Backhands and Compliments – ATP Edition

Spain beats host U.S. to advance to Davis Cup semifinals

No Rafael Nadal? Check. A slick, indoor hard-court suited to big-serving and aggressive tactics? Check. A rabid Texas crowd in the hometown of the team’s most decorated and beloved player? Check. Even with all these advantages, the U.S. team still couldn’t overcome the singles performances of David Ferrer and Feliciano Lopez and lost to Spain for the first time on home soil and on a surface other than clay. Lopez got Spain an early lead with a dramatic five-set win over Mardy Fish, followed by Ferrer straight-setting Andy Roddick. The Bryan Bros delayed the inevitable with a doubles win before Ferrer outlasted Fish in four long sets for the clincher. The fifth match between Roddick and Lopez was rendered meaningless – and subsequently canceled – making the final score 3-1. Some ticketholders were disappointed not to get another glimpse of Roddick, an Austin resident, but sympathized with his refusal to participate in a match that is traditionally, and mystifyingly, referred to as a “dead rubber.”

Isner wins Newport

John Isner made the most of not being selected to play on the U.S. Davis Cup team by winning his second career title at the Hall of Fame Championships in Newport, R.I. The 6-foot-9 Isner fired 22 aces to beat 5-foot-6, Olivier Rochus, 6-3, 7-6 in the finals. Isner took a wildcard into the event and became the first top-seed to win in the tournament’s 35-year history. Isner also skipped his brother’s wedding en route to the title which, after winning, he dubbed “a great decision.” To which his brother responded, “Well it would’ve been great to have John by my side on my wedding day, but his absence did save the photo album. It’s impossible to keep everybody in the frame when there’s a giraffe in the picture. That said, he’d better step up big-time on the gift. Prince and Nike schwag won’t cut it. Neither will chachkies from the Hall of Fame. You don’t save face with a framed autograph from Peachy Kellmeyer.”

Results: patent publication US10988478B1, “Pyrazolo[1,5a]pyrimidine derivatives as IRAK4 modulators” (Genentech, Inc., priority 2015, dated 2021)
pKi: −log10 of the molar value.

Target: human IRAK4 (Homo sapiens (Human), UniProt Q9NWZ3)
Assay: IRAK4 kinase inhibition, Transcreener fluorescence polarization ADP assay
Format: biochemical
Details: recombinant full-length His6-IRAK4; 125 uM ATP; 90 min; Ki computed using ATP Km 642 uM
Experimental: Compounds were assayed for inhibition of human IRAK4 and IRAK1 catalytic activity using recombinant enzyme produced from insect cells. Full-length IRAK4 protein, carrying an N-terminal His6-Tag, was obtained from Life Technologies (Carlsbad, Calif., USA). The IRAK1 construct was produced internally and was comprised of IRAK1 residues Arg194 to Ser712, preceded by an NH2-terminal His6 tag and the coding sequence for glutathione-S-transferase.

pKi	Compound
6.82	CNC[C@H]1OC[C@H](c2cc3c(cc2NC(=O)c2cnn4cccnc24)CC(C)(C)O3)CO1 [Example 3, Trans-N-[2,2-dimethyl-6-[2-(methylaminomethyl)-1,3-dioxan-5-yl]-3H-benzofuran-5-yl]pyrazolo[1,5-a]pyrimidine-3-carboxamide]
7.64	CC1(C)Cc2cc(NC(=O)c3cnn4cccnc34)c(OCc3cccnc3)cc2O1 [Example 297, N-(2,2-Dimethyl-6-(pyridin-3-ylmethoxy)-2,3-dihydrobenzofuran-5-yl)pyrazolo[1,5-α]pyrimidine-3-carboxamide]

Agassi gets inducted into the Hall of Fame

After a storied and rarely boring career that included eight Grand Slam titles, an Olympic gold, and more than 100 weeks holding the No. 1 ranking, Andre Agassi took his bronzed place at the International Tennis Hall of Fame. During his induction speech, Agassi admitted that he fell in love with tennis too late in life, but still credited the sport with giving him everything he holds dear. Yet in a moment of his trademark honesty, Agassi also holds tennis accountable for the nightmares he still incurs due to the Lord of the Flies experience that was the Bollettieri Academy, Brad Gilbert’s invented vocabulary, and Pete Sampras’s serve.

ESPN takes over all Wimbledon coverage

ESPN signed a 12-year deal with the All England Lawn and Croquet Club to broadcast Wimbledon from start to finish beginning in 2012. The agreement removes NBC from the broadcasting equation, with the network having covered the tournament  for 43 years. Many tennis fans, especially on the west coast, were critical of NBC’s practice of tape-delaying matches in order to maintain its regular programming schedule. ESPN’s promise of wall-to-wall live coverage is seen as a welcome change. To fill the void NBC is  working on a show in which Mary Carillo rescues stray dogs while wondering why she’s covering less and less tennis.

World TeamTennis gets underway

The three-week season kicked off on July 4th with the Philadelphia Freedoms, spearheaded by Brendan Evans, losing at the Springfield Lasers, led by Carly Gullickson. The nine-team co-ed league offers fans a chance to see past, present, and future stars – sprinkled in between many lesser-known players – in a festive setting with a unique scoring format. While it offers players the opportunity to compete with teammates in a more relaxed atmosphere, with the slight chance of being on-court when John McEnroe does something horribly regrettable.

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